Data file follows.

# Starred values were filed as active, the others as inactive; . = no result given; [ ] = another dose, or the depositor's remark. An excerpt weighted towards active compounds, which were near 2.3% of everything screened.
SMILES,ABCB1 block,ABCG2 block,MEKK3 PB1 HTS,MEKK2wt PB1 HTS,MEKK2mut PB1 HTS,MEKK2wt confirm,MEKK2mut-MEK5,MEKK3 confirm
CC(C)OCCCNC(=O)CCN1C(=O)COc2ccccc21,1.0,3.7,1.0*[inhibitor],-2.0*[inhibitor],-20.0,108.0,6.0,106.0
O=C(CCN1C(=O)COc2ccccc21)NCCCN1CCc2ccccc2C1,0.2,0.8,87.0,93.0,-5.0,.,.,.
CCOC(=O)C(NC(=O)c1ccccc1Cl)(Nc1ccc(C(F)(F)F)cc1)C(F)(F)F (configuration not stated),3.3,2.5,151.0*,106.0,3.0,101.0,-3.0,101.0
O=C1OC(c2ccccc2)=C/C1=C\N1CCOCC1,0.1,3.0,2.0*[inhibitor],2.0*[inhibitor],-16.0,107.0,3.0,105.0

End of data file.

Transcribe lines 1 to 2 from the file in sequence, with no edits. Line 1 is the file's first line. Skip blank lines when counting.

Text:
# Starred values were filed as active, the others as inactive; . = no result given; [ ] = another dose, or the depositor's remark. An excerpt weighted towards active compounds, which were near 2.3% of everything screened.
SMILES,ABCB1 block,ABCG2 block,MEKK3 PB1 HTS,MEKK2wt PB1 HTS,MEKK2mut PB1 HTS,MEKK2wt confirm,MEKK2mut-MEK5,MEKK3 confirm